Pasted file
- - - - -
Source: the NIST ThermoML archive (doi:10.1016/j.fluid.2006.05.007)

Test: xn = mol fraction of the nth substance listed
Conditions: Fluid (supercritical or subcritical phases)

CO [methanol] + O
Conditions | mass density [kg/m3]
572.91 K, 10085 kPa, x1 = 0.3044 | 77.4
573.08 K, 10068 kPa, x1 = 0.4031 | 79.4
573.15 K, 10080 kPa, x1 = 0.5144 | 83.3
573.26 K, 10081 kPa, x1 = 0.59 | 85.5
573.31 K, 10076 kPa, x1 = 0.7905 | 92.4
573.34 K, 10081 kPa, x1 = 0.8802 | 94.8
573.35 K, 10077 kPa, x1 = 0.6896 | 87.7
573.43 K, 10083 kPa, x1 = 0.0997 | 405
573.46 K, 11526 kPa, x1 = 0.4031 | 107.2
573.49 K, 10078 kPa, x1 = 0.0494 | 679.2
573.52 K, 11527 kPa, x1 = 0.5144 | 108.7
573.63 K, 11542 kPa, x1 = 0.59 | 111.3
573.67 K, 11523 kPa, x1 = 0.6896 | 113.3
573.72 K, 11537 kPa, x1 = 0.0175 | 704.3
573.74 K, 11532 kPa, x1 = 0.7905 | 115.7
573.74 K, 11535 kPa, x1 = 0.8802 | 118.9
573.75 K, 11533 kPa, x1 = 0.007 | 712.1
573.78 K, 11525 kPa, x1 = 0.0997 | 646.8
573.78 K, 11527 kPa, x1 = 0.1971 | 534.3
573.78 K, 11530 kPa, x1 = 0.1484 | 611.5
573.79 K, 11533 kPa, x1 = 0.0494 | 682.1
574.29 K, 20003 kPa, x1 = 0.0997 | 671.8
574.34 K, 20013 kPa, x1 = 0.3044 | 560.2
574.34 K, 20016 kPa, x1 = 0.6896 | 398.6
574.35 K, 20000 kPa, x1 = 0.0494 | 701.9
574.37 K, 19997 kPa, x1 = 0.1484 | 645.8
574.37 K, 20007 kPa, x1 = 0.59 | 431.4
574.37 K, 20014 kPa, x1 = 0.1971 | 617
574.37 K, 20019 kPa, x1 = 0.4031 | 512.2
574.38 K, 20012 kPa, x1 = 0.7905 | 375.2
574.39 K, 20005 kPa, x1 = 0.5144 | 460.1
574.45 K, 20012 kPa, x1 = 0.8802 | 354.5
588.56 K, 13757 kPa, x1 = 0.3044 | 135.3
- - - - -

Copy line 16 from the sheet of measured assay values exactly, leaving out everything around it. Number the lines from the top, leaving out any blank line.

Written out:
573.52 K, 11527 kPa, x1 = 0.5144 | 108.7